Ted Dewan receives an object lesson in natural history
When a new museum gallery promises to be "hands-on" and "interactive", do you suspect vacuous button-pressing, light-flashing hyperactivity? Have you had enough "virtual"? Are you hungry for more "reality"?
Plenty of reality is on offer in London at the Natural History Museum. Investigate, in the Clore Education Centre, is a new "specimen experience" without bells, synthetic smells, or Peter Gabriel soundtrack. Rather than presenting scientific findings, Investigate plops children aged seven to 14 right into a "laboratory", with no specific agenda and no right answers. As if in response to accusations that the museum is degenerating into a theme park, this new gallery has a quiet and serious atmosphere which offers a chance to put the grey matter to work.
Investigate is in the basement of the life galleries (to the right as you enter the museum) - alongside the laboratories where scientists toil off-limits to the public. The approach is down an eerie blue stairway that leads to a sleek metal-panelled room, reminiscent of Stanley Kubrick's film 2001: a space odyssey. Along one wall is a welcoming party of stuffed animals, bones, and minerals, and almost 100 translucent plastic slide-out trays, each with around six specimens from the full animalmineral vegetable range. They are particularly suited for those types of investigation that involve classifying and identifying, pattern-seeking, exploring or investigating models.
The specimens are there to be handled, and they are proper treasures, not rubbish from behind the garden shed - a crocodile skull with the skin still on, the iridescent wing of a tiny bird, a dried sea horse, ammonite fossils, a bird's nest with eggs still inside. The museum is prepared for regular loss and damage, and expects to have to maintain a steady supply of replacements. In an effort to draw attention away from names, and to prompt first-hand investigation, the specimens are unmarked.
In the centre of the gallery are four identical investigation stations, each able to accommodate well over a dozen children. Each station has a generous supply of magnifying glasses, binocular microscopes, and even a close-focusing, closed-circuit TV camera mounted on a flexible goose-neck stand. Measuring tools include sensitive digital scales and plenty of callipers. One exhibit you are unlikely to see in this gallery is an "out of order" sign.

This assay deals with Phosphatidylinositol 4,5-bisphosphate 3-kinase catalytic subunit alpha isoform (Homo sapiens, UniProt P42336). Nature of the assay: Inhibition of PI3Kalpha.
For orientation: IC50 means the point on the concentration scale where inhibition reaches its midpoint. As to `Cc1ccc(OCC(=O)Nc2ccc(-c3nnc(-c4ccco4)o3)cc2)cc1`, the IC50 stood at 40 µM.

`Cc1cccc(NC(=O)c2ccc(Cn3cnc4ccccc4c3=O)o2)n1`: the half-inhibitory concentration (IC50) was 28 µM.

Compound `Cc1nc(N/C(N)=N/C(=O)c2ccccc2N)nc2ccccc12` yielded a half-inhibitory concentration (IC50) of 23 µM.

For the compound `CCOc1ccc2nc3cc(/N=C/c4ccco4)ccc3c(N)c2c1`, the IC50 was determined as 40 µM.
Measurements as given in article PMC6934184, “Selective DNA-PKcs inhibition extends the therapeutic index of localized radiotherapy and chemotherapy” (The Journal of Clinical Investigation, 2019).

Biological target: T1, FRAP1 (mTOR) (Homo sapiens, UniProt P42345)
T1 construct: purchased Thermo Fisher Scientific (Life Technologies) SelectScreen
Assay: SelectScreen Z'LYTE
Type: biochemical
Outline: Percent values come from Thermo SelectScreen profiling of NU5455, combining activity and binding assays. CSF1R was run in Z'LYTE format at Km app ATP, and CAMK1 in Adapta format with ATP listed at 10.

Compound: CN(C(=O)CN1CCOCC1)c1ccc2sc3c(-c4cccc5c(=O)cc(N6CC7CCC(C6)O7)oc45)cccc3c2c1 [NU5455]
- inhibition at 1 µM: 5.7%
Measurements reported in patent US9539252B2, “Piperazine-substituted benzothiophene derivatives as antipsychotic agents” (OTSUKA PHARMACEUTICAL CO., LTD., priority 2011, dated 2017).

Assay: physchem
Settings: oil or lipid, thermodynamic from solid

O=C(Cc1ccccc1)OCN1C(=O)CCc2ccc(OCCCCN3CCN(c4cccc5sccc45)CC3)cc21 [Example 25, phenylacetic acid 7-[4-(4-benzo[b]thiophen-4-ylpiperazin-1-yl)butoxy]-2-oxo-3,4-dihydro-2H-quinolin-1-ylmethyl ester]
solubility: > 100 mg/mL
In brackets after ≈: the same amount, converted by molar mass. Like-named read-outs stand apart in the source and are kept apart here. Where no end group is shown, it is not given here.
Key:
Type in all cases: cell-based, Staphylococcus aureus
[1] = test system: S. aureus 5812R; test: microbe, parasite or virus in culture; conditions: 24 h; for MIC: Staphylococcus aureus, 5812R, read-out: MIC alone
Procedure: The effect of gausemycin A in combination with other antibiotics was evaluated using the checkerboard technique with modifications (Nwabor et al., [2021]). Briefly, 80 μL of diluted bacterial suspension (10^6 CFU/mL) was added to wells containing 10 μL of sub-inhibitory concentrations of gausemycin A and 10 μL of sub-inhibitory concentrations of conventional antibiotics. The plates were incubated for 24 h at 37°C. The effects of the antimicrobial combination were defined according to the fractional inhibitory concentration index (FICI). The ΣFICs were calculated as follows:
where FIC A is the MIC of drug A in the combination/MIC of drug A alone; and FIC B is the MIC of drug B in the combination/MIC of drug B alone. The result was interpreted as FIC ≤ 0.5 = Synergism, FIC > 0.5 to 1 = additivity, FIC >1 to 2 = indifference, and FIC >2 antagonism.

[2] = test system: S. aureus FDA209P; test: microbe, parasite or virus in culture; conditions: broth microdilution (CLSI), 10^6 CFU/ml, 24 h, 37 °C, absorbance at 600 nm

Sixteen computers (no keyboards, just trackball and single oversize button) offer additional aids to exploration, such as a game in which you can play God ad design your own bird as well as an environment and diet for it, and find out if it is well enough endowed to survive these conditions. If not, you'll find out what went wrong, and you'll get suggestions for improving your evolutionary skills.
Rivet-bound, laminated "Q-card" packs sit casually atop each investigation station, upon which are questions, cues and suggestions relating to the individually numbered trays of specimens. You don't have to use them, but they encourage investigation (should any encouragement be needed), and in particular they help adults help children make their investigations more sophisticated. Teachers and parents might well leave with a far better understanding of how to encourage young minds to probe and hypothesise.
Three or four staff members - "explainers" - will always be on hand to help visitors. The staff I met, all former teachers, spoke enthusiastically about their plans for an ongoing display of current natural history discoveries, a regularly updated Investigate website and future events (some of them outdoors in the courtyard garden) involving live animals.
Investigate exemplifies elements of the national curriculum for science at key stages 2 and 3. It could also inspire work in English, maths or art. The museum advises a pre-visit classroom exercise to prepare for Investigate's approach and has produced a teacher's pack. My suggestion would be to take pupils into Investigate before seeing too much of the rest of the museum. The subtlety of this gallery's approach might go unappreciated if it were preceded by the Creepy Crawlies gallery, or BP's bombastic environmental exhibition on the ground floor. (Another planning tip: the school lunch room area is next door to Investigate.) I asked one boy, who was examining a fierce-looking bird's skull under the binocular microscope, if he was bothered by not knowing what bird the skull belonged to. His bemused stare made clear that a chance to check out this skull was far more exciting than knowing its formal identity. To him, this bird in the hand was worth a whole flock stuck behind a slab of Perspex.
For teachers' pack and details of school visits, contact the Natural History Museum education unit, Cromwell Road, London SW7 5BD. Tel: 020 7942 5555 (www.nhm.ac.ukeducation). Summer term bookings are available. Other enquiries on 020 7942 5000. Investigate is open to the public Tuesday-Friday 2.30-5pm in term time, Monday-Friday 10.30am-5pm in holidays, Saturday 10.30-5pm and Sunday 11.30-5pm. The museum is open Monday-Saturday 10am-5.50pm, Sunday 11am-5.50pm. General admission pound;7.50 adults; children (ages 0-17) and over-60s free